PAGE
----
Getting DBS: What to Expect

You're probably wondering what to expect if you choose DBS. Here are the steps. Along the way, you will have the support and expertise of a neurologist and neurosurgeon who have special training and experience with deep brain stimulation.


1. EVALUATION — DETERMINING IF YOU ARE A CANDIDATE

Your neurologist — typically a movement disorder specialist  — will evaluate you to see if DBS is a good option for you. The evaluation usually includes:

  • Medical history
  • Neurological exam of your movements, both on and off medications
  • MRI of the brain to check whether there are any issues that would pose a risk during the surgery
  • Lab tests, such as a blood test to make sure your blood clots properly
  • Neuropsychological tests

The doctor will share the results with you, and together you will decide whether or not to go forward with the therapy.

2. PLANNING — PREPARING FOR SURGERY

Your doctor will create images and maps of your brain to help guide the placement of leads during the surgery. You will have an MRI or CT scan to capture images of your brain.

3. SURGERY — PLACING THE SYSTEM

There are two parts to the DBS surgery: implanting very thin wires (leads) in the brain and placing the pacemaker-like device, called the neurostimulator, under the skin of the chest. The two parts may be done on the same day, or two different days. Find out more about the surgery.

4. PROGRAMMING — GETTING THE INITIAL SETTINGS RIGHT

A few weeks later, your doctor will turn on the neurostimulator and adjust the stimulation to best control your symptoms while minimizing side effects.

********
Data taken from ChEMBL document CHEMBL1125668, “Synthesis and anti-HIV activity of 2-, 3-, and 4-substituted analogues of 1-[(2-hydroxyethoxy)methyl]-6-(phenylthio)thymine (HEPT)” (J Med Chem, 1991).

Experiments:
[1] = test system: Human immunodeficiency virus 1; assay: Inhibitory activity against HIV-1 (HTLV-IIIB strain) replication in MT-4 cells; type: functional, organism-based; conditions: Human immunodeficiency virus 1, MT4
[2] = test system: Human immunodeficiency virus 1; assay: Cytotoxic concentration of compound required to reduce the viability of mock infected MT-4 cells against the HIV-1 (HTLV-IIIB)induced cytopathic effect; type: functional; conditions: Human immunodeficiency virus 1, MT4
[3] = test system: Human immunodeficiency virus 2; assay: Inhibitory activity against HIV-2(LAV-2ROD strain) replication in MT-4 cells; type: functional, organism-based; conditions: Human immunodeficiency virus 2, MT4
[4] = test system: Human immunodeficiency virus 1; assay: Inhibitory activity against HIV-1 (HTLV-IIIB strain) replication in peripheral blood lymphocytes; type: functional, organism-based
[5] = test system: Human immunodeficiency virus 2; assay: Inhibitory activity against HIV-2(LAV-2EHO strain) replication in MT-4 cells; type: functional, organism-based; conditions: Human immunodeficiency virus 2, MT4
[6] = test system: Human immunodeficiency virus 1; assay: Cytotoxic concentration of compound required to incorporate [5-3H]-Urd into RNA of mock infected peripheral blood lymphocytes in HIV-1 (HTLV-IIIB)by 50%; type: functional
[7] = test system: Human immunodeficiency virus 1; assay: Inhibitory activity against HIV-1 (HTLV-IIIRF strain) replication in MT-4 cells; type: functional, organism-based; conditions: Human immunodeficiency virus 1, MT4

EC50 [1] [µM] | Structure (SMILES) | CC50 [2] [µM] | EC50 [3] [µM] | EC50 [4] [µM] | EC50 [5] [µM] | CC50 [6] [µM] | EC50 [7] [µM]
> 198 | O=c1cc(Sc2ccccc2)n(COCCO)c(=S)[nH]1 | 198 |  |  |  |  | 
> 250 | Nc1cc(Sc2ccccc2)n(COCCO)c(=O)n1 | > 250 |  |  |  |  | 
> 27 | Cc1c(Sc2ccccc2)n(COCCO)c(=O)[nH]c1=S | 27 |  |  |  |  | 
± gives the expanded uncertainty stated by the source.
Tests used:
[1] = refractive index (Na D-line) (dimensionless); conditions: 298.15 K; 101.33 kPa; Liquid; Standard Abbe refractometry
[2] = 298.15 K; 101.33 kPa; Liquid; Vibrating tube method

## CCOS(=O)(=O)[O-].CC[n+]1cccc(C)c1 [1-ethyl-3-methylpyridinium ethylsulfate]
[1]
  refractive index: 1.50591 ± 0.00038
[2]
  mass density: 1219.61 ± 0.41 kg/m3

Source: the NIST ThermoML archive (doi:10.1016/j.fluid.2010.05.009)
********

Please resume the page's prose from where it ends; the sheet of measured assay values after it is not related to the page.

• Most people don't feel the stimulation at all when it’s first turned on, but some feel a brief tingling.
  • It will take a few programming sessions to find the stimulation levels that work best for you — don't get discouraged.
  • You'll have follow-up visits to check your results and adjust as needed. These appointments are key to getting the results you want over time.

5. CONTINUOUS THERAPY — RETURNING TO REGULAR ACTIVITIES

Then it's time to get back to your life!

  • Return to your usual activities, always following your doctor's guidance on what's okay and what to avoid.
  • Unlike the external drug pump sometimes used to treat Parkinson's symptoms, DBS has only minimal impact on your daily activities, the clothes you can wear, or how you travel.
  • DBS delivers therapy 24 hours a day, so it's working to control your symptoms when you wake up first thing in the morning.
  • DBS doesn’t require any maintenance from you (except for recharging if you have a rechargeable system).

6. CHECKUPS — ONGOING CARE

It's extremely important to attend all of your checkups with the doctor who manages your DBS therapy. Your doctor will:

  • Make sure that your DBS system is working properly.
  • Adjust your stimulation to best control your symptoms.
  • Check the battery of your neurostimulator to see if you will soon need a device replacement.

SEE WHAT YOU CAN EXPECT WHEN YOU START DBS.

WATCH THE VIDEO

Reference

  1. Medtronic DBS Therapy for Parkinson's Disease and Essential Tremor Clinical Summary, 2015.

I WANT TO ASK SOMEONE WITH DBS WHAT THE SURGERY WAS LIKE.

TALK TO SOMEONE WHO HAS DBS
Content